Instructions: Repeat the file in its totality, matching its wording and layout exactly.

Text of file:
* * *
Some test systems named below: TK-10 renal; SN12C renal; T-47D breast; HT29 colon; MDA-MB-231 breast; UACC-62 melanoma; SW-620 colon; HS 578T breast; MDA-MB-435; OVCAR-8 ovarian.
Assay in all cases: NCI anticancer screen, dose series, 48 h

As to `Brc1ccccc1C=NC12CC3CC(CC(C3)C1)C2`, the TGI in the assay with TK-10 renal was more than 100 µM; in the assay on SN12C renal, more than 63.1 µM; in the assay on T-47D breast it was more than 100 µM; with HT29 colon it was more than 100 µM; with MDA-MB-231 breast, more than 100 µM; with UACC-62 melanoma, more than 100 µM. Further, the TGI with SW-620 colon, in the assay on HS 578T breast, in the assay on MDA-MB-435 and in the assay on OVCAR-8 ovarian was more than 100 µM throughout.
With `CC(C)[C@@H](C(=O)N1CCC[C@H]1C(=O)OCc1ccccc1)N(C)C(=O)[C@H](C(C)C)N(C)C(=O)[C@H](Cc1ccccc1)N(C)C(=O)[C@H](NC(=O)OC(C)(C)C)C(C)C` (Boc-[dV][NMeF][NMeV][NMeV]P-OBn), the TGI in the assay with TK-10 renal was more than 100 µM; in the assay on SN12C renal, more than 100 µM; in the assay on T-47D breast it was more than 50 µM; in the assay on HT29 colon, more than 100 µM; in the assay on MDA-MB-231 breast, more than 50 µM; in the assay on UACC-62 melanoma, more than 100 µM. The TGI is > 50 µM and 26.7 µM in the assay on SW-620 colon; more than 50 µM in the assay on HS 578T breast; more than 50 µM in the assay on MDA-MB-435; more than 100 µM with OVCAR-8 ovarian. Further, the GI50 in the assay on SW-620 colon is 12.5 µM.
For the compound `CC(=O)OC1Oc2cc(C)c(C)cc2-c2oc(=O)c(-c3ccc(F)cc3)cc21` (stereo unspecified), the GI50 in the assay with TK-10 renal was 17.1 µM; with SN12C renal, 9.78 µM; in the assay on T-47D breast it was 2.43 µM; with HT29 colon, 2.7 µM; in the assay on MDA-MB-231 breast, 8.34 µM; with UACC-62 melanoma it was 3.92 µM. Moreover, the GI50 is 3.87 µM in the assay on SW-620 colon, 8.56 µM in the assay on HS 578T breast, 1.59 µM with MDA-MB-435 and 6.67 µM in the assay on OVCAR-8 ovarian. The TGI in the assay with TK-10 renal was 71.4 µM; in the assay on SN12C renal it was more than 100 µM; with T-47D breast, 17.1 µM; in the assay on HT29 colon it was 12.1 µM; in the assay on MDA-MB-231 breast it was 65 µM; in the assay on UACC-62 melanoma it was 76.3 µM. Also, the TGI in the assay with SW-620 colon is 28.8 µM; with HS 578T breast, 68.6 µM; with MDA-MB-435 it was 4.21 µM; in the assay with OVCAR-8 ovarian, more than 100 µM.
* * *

Some test systems named below: TK-10 renal; SN12C renal; T-47D breast; HT29 colon; MDA-MB-231 breast; UACC-62 melanoma; SW-620 colon; HS 578T breast; MDA-MB-435; OVCAR-8 ovarian.
Assay in all cases: NCI anticancer screen, dose series, 48 h

As to `Brc1ccccc1C=NC12CC3CC(CC(C3)C1)C2`, the TGI in the assay with TK-10 renal was more than 100 µM; in the assay on SN12C renal, more than 63.1 µM; in the assay on T-47D breast it was more than 100 µM; with HT29 colon it was more than 100 µM; with MDA-MB-231 breast, more than 100 µM; with UACC-62 melanoma, more than 100 µM. Further, the TGI with SW-620 colon, in the assay on HS 578T breast, in the assay on MDA-MB-435 and in the assay on OVCAR-8 ovarian was more than 100 µM throughout.
With `CC(C)[C@@H](C(=O)N1CCC[C@H]1C(=O)OCc1ccccc1)N(C)C(=O)[C@H](C(C)C)N(C)C(=O)[C@H](Cc1ccccc1)N(C)C(=O)[C@H](NC(=O)OC(C)(C)C)C(C)C` (Boc-[dV][NMeF][NMeV][NMeV]P-OBn), the TGI in the assay with TK-10 renal was more than 100 µM; in the assay on SN12C renal, more than 100 µM; in the assay on T-47D breast it was more than 50 µM; in the assay on HT29 colon, more than 100 µM; in the assay on MDA-MB-231 breast, more than 50 µM; in the assay on UACC-62 melanoma, more than 100 µM. The TGI is > 50 µM and 26.7 µM in the assay on SW-620 colon; more than 50 µM in the assay on HS 578T breast; more than 50 µM in the assay on MDA-MB-435; more than 100 µM with OVCAR-8 ovarian. Further, the GI50 in the assay on SW-620 colon is 12.5 µM.
For the compound `CC(=O)OC1Oc2cc(C)c(C)cc2-c2oc(=O)c(-c3ccc(F)cc3)cc21` (stereo unspecified), the GI50 in the assay with TK-10 renal was 17.1 µM; with SN12C renal, 9.78 µM; in the assay on T-47D breast it was 2.43 µM; with HT29 colon, 2.7 µM; in the assay on MDA-MB-231 breast, 8.34 µM; with UACC-62 melanoma it was 3.92 µM. Moreover, the GI50 is 3.87 µM in the assay on SW-620 colon, 8.56 µM in the assay on HS 578T breast, 1.59 µM with MDA-MB-435 and 6.67 µM in the assay on OVCAR-8 ovarian. The TGI in the assay with TK-10 renal was 71.4 µM; in the assay on SN12C renal it was more than 100 µM; with T-47D breast, 17.1 µM; in the assay on HT29 colon it was 12.1 µM; in the assay on MDA-MB-231 breast it was 65 µM; in the assay on UACC-62 melanoma it was 76.3 µM. Also, the TGI in the assay with SW-620 colon is 28.8 µM; with HS 578T breast, 68.6 µM; with MDA-MB-435 it was 4.21 µM; in the assay with OVCAR-8 ovarian, more than 100 µM.